NEW YORK (Reuters) – Rock ‘n’ roll royalty held court on Thursday night as Bruce Springsteen, Billy Joel, Stevie Wonder, Sting and other music legends staged a marathon show to celebrate the Rock and Roll Hall of Fame’s 25th anniversary. The six-hour concert at Madison Square Garden included over 50 songs and also featured performances by Crosby, Stills and Nash, blues great B.B. King, Smokey Robinson, Simon and Garfunkel, James Taylor, Jackson Browne and others. Actor Tom Hanks introduced rock pioneer Jerry Lee Lewis, who kicked off the show with his classic “Whole Lotta Shakin’ Goin’ On.” “This is the music of our generation, this is the music that we grew up with, this is the soundtrack of our lives,” Hanks said to reporters before the show. Some of the biggest acts played several of their hits before bringing out featured guests who sang their own well-known songs. Crosby, Stills and Nash began their set with “Woodstock” and “Marrakech Express” before inviting Taylor, Browne and Bonnie Raitt to the stage. Paul Simon, who performed selections from his solo catalog before introducing and performing with his former partner Art Garfunkel, gave the spotlight to early rock heartthrob Dion DiMucci and his hit “The Wanderer.” The audience enthusiastically greeted some of the best-known songs, but emotional high points were registered during tributes to deceased Hall of Fame members. David Crosby and Graham Nash harmonized with Simon on “Here Comes the Sun,” written by former Beatle George Harrison. Stevie Wonder, who brought out singer John Legend to perform Marvin Gaye’s “Mercy Mercy Me,” was so overcome with emotion while singing the late Michael Jackson’s “The Way You Make Me Feel” that he was unable to sing one of the verses and briefly laid his head down on his keyboard.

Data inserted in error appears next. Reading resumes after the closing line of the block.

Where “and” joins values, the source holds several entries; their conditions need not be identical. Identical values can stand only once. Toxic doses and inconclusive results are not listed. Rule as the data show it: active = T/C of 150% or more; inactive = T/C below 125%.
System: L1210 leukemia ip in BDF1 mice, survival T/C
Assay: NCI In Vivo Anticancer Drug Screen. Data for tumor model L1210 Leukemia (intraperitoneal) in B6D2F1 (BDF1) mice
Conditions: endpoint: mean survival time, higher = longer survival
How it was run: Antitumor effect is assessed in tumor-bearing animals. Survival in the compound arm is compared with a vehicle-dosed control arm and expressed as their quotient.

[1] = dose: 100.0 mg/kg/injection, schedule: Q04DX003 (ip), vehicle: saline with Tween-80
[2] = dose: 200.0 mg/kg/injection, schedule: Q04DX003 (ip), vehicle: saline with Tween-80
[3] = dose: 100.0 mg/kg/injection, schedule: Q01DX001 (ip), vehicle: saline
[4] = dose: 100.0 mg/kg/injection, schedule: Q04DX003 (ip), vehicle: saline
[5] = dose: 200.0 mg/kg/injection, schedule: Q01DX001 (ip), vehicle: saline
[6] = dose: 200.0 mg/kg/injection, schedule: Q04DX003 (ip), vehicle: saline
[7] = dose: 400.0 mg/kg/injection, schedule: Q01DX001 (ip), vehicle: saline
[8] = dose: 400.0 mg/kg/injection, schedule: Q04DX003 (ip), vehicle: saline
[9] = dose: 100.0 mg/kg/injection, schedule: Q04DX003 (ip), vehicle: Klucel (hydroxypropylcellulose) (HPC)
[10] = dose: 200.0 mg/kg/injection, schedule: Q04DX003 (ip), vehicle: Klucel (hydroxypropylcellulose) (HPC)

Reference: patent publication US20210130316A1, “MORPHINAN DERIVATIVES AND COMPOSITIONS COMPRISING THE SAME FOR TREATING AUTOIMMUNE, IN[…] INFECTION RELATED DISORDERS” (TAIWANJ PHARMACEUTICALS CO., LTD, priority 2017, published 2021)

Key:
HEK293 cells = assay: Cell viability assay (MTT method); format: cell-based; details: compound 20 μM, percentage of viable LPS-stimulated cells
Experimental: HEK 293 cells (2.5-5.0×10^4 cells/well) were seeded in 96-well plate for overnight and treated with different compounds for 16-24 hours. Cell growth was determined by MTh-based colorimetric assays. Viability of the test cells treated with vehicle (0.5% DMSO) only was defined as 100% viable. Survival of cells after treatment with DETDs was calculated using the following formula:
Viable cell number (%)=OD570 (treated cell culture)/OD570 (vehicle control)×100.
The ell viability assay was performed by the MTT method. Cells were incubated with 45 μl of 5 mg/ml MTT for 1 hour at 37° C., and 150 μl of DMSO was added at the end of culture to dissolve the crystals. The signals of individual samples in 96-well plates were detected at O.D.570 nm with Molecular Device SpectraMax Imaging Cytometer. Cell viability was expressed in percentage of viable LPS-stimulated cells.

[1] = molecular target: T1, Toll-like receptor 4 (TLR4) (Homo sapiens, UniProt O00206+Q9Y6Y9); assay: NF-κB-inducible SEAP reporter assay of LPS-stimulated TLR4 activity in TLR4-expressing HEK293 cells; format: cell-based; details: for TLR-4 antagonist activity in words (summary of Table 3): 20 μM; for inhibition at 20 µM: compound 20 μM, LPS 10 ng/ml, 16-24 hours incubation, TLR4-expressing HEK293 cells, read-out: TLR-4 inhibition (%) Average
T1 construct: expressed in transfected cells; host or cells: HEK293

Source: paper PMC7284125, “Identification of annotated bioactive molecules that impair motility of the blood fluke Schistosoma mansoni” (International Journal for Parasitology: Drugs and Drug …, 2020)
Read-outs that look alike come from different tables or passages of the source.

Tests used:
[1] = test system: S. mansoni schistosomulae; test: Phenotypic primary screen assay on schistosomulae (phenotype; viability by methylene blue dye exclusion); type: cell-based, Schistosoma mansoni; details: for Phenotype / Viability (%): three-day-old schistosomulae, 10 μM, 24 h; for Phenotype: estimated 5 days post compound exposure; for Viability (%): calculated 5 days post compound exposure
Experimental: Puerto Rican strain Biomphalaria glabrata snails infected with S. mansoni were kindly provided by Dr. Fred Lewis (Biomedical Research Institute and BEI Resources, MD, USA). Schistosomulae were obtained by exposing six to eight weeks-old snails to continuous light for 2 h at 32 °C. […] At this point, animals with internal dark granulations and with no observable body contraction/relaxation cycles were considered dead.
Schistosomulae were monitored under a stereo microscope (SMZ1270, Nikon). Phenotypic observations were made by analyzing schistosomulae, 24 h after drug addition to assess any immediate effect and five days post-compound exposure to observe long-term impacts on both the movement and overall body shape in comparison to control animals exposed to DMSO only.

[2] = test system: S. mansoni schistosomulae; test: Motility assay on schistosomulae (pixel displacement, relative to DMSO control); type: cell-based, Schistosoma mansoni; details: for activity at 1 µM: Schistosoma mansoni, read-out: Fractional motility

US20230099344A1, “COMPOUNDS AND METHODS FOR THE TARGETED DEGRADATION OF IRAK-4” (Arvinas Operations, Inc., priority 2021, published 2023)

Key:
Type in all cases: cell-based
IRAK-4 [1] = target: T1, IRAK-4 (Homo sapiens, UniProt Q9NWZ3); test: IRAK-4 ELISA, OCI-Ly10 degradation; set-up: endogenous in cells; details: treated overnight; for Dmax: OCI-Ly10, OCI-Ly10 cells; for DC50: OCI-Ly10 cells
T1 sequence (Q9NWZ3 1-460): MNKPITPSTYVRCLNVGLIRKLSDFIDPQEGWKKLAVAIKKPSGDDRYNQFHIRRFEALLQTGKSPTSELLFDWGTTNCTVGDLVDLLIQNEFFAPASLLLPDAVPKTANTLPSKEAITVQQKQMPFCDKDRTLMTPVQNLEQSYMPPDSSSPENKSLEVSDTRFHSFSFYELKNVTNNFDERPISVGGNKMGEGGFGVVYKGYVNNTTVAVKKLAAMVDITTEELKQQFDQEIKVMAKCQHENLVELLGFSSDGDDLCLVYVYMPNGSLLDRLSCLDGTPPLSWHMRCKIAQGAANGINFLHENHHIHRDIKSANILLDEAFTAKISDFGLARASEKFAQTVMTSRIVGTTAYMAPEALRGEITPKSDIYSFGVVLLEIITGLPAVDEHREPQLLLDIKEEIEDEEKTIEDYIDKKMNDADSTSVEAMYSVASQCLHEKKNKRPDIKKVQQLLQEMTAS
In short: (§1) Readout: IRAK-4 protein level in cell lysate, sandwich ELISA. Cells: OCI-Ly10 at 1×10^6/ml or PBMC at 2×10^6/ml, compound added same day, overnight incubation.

Springsteen and Creedence Clearwater Revival’s John Fogerty shared vocals on Roy Orbison’s “Pretty Woman,” and “The Boss” followed with “London Calling,” in tribute to The Clash. The show’s energy level peaked during Springsteen’s set.
He brought out Sam Moore, half of the soul/rhythm and blues duo Sam and Dave, to perform “Hold On, I’m Comin’” and “Soul Man.” The only unannounced performer of the night was Billy Joel, who performed three of his songs as well as Springsteen’s signature rock anthem “Born To Run.” A second concert celebrating the Rock and Roll Hall of Fame’s 25th anniversary is set for Friday night with scheduled performances by U2, Aretha Franklin, Metallica, Annie Lennox, Lou Reed, Ozzy Osbourne and others. U.S. cable television network HBO will air a four-hour special containing highlights from both nights on November 29.
Archive for October, 2009
Friday, October 30, 2009
Music legends rock the Hall of Fame
The Dead Weather to record second album in December
The Dead Weather appeared live on NME Radio yesterday (Oct 29) and – Jack White revealed that the band have “15 or 20″ songs ready to record for their second album.
White said that the band will be getting together in December to record the follow-up to this year’s debut ‘Horehound’, and that the band would “maybe finish the record if we can”. Watch the video interview now by clicking on the right.
“We’d love to have the second record out within a year of the first one,” said White.
Flying in from Paris that morning, the four-piece band joined Iain Baker in the NME studio and When asked if there were going to be any surprises for the London crowd for their O2 Academy Brixton show in the capital that night, to laughter from his bandmates White deadpanned: “We’re just gonna hold everyone hostage and threaten them to be energetic, chain them up and fire blanks, machine gun blanks across their heads. We won’t tell them they’re blanks.”
He then jokingly told bandmate Alison Mosshart not to stop him from saying things, adding: “This shit doesn’t happen in The White Stripes, I’ll tell you that much.”
White then talked about the Third Man Records pop-up store, which is open today and tomorrow in Shoreditch Church in London, which White said will bring “what we have happening in Nashville to London”.
The shop will be selling limited-edition vinyl which is only available at the store, with only 100 records of each design on sale. “We’ve been blowing our minds back in Nashville for the last couple of weeks designing it,” said White of the records.
The London Third Man Records pop-up store follows similar events in an “abandoned porno theatre” in Los Angeles as well as New York.
The band also revealed details of their free show at the Shoreditch Church tomorrow (October 31), starting at 8pm.
Thursday, October 29, 2009